Changes group (ASPIRE-Group), the Small Changes phone group (ASPIRE-Phone) or the usual care group (MOVE!). Participants had an average BMI of 36.5, were predominantly male and reported a high prevalence of physical and mental health comorbidities. Health coaches were non-clinicians who had at least a bachelor’s degree but no psychology, behaviour change or coaching experience. They attended a three-day training workshop and received ongoing education and supervision.11
Participants in both Small Changes arms met with health coaches weekly for the first three months, biweekly in months four to nine, and then monthly for months 10 to 12. Usual care (MOVE!) participants met weekly for 12 weeks, with options for continued follow-up care thereafter. The primary outcome was weight change from baseline at 12 months, and secondary outcomes included physiological, behavioural and psychosocial outcomes as well as levels of participation and adherence.11
Participants in all three arms of the trial lost significant weight at 12 months (p<0.01). Those in the ASPIRE-Group arm lost significantly more weight at 12 months than those in the other two treatment arms. (ASPIRE-Group -2.8 kg, 95% CI -3.8 to -1.9; ASPIRE- Phone -1.4 kg, 95% CI -2.4 to -0.5; MOVE! -1.4 kg, 95% CI -2.3 to -0.4). The percentages of people who lost at least 5% of their baseline body weight at 12 months were 23.8% in the ASPIRE- Group, 21.7% in the ASPIRE-Phone group and 20.2% in the MOVE! group (p = 0.79). Both ASPIRE programs resulted in more than twice the level of engagement compared to the MOVE! program. The authors concluded that this type of a personalized goal-setting approach can effectively promote weight loss, and that when delivered in a group setting was the most effective at producing clinically meaningful weight loss at 12 months.11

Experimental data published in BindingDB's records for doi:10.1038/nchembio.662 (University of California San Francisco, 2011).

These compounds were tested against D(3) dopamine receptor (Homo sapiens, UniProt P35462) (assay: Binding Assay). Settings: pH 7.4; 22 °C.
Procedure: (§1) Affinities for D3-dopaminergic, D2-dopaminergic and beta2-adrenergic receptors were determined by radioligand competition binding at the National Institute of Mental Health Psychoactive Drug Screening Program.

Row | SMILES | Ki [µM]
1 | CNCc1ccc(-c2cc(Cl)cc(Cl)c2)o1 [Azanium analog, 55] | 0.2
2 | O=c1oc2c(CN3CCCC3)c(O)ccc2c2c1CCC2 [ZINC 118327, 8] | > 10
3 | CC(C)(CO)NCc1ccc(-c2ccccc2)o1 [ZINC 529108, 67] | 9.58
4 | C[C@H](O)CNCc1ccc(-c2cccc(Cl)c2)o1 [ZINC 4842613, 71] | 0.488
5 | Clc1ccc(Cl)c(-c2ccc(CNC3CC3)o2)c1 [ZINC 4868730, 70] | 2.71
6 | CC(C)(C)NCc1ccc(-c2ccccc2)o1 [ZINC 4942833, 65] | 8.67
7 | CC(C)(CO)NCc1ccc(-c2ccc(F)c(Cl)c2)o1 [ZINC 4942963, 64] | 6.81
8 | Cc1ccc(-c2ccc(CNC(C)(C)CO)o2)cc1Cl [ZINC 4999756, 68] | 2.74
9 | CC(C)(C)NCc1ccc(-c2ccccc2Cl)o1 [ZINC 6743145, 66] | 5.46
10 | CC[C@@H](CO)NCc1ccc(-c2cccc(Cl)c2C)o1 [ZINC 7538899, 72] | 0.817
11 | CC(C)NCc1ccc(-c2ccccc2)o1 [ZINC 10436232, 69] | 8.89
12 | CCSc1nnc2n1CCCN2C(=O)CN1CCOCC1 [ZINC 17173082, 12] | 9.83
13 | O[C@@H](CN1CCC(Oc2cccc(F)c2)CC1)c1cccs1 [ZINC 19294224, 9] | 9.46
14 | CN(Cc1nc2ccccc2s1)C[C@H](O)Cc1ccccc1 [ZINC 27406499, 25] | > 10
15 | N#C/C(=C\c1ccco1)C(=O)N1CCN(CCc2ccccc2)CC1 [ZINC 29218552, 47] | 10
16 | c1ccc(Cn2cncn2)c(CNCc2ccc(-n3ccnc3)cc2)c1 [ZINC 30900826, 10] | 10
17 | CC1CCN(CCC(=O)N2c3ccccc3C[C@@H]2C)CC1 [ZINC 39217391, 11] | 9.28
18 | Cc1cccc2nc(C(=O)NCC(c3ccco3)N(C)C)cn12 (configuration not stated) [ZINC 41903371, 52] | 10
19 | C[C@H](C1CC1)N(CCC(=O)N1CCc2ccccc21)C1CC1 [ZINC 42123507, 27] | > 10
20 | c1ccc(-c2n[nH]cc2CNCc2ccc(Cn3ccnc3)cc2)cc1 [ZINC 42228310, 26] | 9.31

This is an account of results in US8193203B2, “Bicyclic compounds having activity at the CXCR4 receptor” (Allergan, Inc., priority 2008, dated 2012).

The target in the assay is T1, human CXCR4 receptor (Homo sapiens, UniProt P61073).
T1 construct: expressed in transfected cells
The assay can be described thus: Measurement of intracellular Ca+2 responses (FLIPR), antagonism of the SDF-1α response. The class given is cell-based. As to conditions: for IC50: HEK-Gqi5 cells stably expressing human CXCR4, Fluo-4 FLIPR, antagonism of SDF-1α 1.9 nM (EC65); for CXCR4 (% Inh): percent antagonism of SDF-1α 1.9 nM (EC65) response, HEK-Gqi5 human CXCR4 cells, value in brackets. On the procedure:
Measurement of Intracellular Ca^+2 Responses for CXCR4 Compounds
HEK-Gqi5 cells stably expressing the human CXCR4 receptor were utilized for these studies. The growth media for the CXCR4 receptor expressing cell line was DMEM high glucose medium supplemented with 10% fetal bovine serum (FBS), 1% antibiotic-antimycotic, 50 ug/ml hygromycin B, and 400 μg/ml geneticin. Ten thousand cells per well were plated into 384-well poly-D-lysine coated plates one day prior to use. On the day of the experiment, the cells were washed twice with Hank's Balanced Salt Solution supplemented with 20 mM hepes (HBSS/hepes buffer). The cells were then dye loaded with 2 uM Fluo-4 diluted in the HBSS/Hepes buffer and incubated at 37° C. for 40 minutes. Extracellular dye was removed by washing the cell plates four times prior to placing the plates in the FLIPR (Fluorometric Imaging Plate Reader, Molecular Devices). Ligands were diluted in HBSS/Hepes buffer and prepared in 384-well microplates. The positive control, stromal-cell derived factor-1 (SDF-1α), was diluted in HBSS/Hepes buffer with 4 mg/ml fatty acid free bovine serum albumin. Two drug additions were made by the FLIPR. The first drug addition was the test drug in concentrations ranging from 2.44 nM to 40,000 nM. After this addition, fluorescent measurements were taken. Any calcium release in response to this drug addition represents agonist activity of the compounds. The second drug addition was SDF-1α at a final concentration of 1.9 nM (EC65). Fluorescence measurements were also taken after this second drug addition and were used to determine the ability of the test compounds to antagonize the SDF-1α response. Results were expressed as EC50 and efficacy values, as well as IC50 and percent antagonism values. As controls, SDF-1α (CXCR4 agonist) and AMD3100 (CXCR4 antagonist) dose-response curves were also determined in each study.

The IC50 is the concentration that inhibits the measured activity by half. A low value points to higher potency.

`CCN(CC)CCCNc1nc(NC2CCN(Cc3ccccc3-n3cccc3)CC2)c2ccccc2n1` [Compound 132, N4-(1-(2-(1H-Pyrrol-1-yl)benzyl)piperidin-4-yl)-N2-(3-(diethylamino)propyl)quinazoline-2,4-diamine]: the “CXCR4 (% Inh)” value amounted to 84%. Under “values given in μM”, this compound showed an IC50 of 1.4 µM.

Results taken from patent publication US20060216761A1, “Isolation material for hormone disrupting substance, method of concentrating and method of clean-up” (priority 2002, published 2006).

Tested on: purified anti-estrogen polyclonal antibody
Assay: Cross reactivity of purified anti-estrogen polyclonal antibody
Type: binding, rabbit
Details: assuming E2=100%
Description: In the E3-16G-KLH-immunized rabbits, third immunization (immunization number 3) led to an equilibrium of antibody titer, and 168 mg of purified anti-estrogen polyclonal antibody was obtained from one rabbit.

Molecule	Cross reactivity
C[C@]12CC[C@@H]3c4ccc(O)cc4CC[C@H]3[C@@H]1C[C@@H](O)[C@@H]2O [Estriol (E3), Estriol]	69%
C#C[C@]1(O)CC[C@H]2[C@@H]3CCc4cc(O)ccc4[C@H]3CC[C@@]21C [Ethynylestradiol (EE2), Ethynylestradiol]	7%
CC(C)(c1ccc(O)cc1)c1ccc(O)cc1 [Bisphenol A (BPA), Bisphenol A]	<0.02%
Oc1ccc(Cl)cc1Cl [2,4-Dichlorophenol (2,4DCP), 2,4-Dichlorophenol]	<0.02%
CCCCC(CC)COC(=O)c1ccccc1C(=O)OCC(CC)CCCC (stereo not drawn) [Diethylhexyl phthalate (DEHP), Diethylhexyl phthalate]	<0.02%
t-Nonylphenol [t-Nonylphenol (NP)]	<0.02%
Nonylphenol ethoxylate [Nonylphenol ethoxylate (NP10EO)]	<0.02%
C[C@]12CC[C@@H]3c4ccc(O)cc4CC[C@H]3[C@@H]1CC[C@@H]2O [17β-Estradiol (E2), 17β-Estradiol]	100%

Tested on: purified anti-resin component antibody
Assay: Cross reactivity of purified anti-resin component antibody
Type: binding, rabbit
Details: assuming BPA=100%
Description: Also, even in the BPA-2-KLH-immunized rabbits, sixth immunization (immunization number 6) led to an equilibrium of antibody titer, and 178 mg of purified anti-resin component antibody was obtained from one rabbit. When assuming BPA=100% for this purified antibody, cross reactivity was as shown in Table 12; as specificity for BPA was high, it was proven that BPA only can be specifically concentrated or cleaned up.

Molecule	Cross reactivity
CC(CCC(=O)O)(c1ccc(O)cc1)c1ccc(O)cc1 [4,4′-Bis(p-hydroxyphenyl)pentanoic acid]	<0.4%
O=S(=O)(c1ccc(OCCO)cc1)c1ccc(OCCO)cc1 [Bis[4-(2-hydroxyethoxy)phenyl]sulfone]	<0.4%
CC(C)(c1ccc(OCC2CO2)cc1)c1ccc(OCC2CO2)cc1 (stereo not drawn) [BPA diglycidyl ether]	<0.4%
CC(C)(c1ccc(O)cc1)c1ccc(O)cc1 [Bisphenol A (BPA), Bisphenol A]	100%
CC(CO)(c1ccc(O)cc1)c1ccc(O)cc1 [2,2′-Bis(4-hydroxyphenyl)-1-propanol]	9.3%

5: What are strategies to create primary care interventions that include personalized obesity management plans for patients that address the patient’s individual life context and root causes and support action planning?